These were the scenes that greeted me after a pleasant sleep (although I must admit, the plastic pebble pillows were a little uncomfortable) before we had breakfast and more conversations with the other guests.
After breakfast our hostess walked us to the bus stop and when we realized that the buses were no longer on their summer schedules, and we would have to wait for an hour before one arrived, she hurried us into her car and drove us the 10 kilometers or more to the train station. I will include a link to the Inn's website when I find it, for anyone thinking of staying there.
This is our hostess with Ange outside the train station where she dropped us. As we were casually taking pictures in the parking lot, the train had already pulled in and was loading passengers. The station was empty by the time we entered, except for an elderly woman bent over a mop and washing the floor. When she saw us she left the mop and motioned us toward the ticket counter. The clerk sold us our tickets and the old woman ushered us with rapid hand gestures toward the stairs to the platform. It was at that point that we realized the train was ready to pull out, that we only had seconds to get aboard and the cleaning woman was hurrying us along, smiling and bowing the whole time. The trains are very efficient in Japan and don't generally wait, but the conductor had his head stuck out the window of the last car. He seemed to be watching for us and waved his hand to signal the "All clear" as we climbed aboard. It was a close call and we wouldn't have made it without help.
Our next destination was Hiroshima where we spent two night. People who travel a lot must get used to the coincidences that go with it. We had a pleasant conversation on the train with a British couple who were on a similar schedule (they had hired a tour company and we had the help of the fabulous Sydney to plan our trip. Thanks again Sydney!) and we ran into them in Hiroshima about three times before our trails finally parted.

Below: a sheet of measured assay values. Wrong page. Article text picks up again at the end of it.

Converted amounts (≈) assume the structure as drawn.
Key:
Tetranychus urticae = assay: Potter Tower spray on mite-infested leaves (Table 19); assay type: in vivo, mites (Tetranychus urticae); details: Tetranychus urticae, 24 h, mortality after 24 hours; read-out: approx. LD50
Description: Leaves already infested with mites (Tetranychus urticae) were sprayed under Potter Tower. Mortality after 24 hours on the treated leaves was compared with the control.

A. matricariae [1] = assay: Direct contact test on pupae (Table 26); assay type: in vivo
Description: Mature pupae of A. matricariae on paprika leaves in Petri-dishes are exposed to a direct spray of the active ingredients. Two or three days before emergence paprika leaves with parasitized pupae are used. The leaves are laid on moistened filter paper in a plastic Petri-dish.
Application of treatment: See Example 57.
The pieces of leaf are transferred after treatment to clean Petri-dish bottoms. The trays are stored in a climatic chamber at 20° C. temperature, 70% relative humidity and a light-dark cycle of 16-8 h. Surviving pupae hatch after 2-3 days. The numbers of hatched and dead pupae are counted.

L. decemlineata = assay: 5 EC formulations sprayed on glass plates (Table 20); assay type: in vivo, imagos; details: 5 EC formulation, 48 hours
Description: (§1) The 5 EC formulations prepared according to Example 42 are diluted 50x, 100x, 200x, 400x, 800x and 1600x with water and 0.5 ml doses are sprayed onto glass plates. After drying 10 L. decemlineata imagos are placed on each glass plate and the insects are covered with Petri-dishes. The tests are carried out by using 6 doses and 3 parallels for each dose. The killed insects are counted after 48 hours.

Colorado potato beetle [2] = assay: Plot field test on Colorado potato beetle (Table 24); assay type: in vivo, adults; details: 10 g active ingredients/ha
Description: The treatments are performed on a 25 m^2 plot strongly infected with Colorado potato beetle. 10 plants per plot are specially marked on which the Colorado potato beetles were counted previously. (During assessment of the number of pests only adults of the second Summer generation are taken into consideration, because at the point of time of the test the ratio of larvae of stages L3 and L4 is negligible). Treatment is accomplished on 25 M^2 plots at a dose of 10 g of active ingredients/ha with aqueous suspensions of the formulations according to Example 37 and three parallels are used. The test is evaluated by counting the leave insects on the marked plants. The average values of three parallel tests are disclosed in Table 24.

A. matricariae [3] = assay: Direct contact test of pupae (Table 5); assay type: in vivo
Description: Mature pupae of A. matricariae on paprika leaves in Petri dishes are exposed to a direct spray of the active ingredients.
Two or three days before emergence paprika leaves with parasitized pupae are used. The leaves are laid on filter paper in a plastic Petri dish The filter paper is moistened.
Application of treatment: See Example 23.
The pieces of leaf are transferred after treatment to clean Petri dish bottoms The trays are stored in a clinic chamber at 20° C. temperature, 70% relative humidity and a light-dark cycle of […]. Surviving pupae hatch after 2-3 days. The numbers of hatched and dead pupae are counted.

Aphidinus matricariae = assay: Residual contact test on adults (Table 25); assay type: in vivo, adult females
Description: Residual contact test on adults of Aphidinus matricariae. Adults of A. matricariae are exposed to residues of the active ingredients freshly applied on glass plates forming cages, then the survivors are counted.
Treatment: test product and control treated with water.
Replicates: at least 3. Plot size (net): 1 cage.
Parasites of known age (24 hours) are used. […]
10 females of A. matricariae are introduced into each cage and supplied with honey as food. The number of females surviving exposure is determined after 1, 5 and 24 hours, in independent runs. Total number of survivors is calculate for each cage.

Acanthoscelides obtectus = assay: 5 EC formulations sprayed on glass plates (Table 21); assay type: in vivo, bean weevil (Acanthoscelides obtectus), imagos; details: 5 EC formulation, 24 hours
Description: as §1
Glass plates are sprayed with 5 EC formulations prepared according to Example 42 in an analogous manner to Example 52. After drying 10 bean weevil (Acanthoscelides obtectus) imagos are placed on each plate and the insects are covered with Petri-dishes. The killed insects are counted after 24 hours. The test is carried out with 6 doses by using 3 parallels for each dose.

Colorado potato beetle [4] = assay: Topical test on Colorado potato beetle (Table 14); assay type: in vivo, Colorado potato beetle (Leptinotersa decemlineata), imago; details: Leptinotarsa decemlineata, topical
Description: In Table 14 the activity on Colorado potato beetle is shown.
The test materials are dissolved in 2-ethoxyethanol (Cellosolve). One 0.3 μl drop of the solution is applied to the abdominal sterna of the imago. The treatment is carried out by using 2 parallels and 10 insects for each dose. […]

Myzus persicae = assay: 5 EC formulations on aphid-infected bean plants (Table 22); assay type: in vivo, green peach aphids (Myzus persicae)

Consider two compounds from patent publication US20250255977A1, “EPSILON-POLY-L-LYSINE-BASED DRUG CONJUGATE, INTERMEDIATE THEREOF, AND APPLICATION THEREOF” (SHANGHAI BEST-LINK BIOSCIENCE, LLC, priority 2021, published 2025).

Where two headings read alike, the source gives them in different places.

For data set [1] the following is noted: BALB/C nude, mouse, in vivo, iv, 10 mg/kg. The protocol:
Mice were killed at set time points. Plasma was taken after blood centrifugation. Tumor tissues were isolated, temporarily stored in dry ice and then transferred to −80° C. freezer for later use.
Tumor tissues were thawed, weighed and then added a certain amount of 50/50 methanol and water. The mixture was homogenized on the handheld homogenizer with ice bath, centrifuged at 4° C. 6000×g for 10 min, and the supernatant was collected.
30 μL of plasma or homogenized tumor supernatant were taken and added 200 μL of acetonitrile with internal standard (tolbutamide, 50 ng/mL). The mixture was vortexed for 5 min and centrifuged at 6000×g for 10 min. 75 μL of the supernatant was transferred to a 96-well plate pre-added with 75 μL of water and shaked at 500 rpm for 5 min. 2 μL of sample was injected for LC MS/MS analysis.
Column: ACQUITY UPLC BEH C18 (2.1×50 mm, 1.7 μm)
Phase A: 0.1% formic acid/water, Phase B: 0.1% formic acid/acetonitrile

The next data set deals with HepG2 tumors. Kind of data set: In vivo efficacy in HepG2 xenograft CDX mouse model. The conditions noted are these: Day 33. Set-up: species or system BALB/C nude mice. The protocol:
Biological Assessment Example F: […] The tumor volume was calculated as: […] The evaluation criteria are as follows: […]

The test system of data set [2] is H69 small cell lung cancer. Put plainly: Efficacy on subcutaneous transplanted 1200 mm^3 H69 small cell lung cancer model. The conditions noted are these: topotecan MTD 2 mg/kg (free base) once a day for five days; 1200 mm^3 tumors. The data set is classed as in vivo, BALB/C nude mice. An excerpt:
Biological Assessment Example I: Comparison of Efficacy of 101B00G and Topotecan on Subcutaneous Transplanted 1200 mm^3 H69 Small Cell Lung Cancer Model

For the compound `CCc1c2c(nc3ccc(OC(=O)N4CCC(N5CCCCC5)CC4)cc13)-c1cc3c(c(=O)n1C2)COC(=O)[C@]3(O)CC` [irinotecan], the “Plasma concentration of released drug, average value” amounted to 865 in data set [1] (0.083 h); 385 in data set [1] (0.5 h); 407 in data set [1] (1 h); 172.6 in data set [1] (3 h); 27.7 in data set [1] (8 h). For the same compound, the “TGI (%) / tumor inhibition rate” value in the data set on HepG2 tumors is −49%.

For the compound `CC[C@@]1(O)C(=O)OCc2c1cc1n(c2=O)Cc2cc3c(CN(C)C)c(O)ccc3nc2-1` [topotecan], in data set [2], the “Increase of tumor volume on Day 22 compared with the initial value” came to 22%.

Hiroshima probably touches everyone differently. I did not expect as emotional a response as I ended up having. It was on our arrival and my thoughts had been circling closer and closer to the events that led up to and followed the dropping of the bombs on Japan that ended the second World War. I choked up as soon as I stepped off the train. It was sudden, intense and didn't last long but colored the rest of my stay. We checked into our hotel and went for a long walk through the city.
It ended with a visit to the Hiroshima Peace Memorial Museum. The burned out building above was directly below the bomb blast on that terrible day. That is why it was not completely destroyed.
We had a quiet evening walking around the streets of Hiroshima and having a wonderful Vietnamese meal at Mis Hoa's. After dinner, a hot bath and then sleep. The next day would be another special one. We were going to visit Miyajima Torii.